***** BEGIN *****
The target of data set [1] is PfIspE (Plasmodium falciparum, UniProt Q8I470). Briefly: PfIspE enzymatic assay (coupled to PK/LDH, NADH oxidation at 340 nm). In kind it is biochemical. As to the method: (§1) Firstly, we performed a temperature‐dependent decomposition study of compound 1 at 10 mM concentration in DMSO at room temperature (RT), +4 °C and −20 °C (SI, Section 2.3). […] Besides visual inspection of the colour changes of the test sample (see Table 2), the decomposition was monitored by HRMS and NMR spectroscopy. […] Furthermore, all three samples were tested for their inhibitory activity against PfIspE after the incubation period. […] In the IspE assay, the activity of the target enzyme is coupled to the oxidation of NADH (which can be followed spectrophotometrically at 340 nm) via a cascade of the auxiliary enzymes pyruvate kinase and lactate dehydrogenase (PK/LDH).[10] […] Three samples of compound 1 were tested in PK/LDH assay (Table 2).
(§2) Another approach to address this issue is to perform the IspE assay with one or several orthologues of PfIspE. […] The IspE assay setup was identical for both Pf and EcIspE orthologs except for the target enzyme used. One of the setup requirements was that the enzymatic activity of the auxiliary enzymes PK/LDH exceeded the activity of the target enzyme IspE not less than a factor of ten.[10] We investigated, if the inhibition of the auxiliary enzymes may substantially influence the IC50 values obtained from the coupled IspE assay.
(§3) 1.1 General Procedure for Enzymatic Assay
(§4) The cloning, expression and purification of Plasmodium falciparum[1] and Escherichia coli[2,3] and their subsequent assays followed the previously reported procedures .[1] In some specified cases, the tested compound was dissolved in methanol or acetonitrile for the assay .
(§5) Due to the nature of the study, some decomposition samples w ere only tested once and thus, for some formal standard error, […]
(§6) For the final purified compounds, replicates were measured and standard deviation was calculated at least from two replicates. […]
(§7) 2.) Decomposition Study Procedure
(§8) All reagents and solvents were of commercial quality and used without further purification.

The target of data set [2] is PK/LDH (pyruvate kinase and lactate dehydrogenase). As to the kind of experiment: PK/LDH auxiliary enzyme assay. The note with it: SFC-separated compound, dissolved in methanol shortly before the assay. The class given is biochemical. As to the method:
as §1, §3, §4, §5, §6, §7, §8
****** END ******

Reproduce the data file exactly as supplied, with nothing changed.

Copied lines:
The target of data set [1] is PfIspE (Plasmodium falciparum, UniProt Q8I470). Briefly: PfIspE enzymatic assay (coupled to PK/LDH, NADH oxidation at 340 nm). In kind it is biochemical. As to the method: (§1) Firstly, we performed a temperature‐dependent decomposition study of compound 1 at 10 mM concentration in DMSO at room temperature (RT), +4 °C and −20 °C (SI, Section 2.3). […] Besides visual inspection of the colour changes of the test sample (see Table 2), the decomposition was monitored by HRMS and NMR spectroscopy. […] Furthermore, all three samples were tested for their inhibitory activity against PfIspE after the incubation period. […] In the IspE assay, the activity of the target enzyme is coupled to the oxidation of NADH (which can be followed spectrophotometrically at 340 nm) via a cascade of the auxiliary enzymes pyruvate kinase and lactate dehydrogenase (PK/LDH).[10] […] Three samples of compound 1 were tested in PK/LDH assay (Table 2).
(§2) Another approach to address this issue is to perform the IspE assay with one or several orthologues of PfIspE. […] The IspE assay setup was identical for both Pf and EcIspE orthologs except for the target enzyme used. One of the setup requirements was that the enzymatic activity of the auxiliary enzymes PK/LDH exceeded the activity of the target enzyme IspE not less than a factor of ten.[10] We investigated, if the inhibition of the auxiliary enzymes may substantially influence the IC50 values obtained from the coupled IspE assay.
(§3) 1.1 General Procedure for Enzymatic Assay
(§4) The cloning, expression and purification of Plasmodium falciparum[1] and Escherichia coli[2,3] and their subsequent assays followed the previously reported procedures .[1] In some specified cases, the tested compound was dissolved in methanol or acetonitrile for the assay .
(§5) Due to the nature of the study, some decomposition samples w ere only tested once and thus, for some formal standard error, […]
(§6) For the final purified compounds, replicates were measured and standard deviation was calculated at least from two replicates. […]
(§7) 2.) Decomposition Study Procedure
(§8) All reagents and solvents were of commercial quality and used without further purification.

The target of data set [2] is PK/LDH (pyruvate kinase and lactate dehydrogenase). As to the kind of experiment: PK/LDH auxiliary enzyme assay. The note with it: SFC-separated compound, dissolved in methanol shortly before the assay. The class given is biochemical. As to the method:
as §1, §3, §4, §5, §6, §7, §8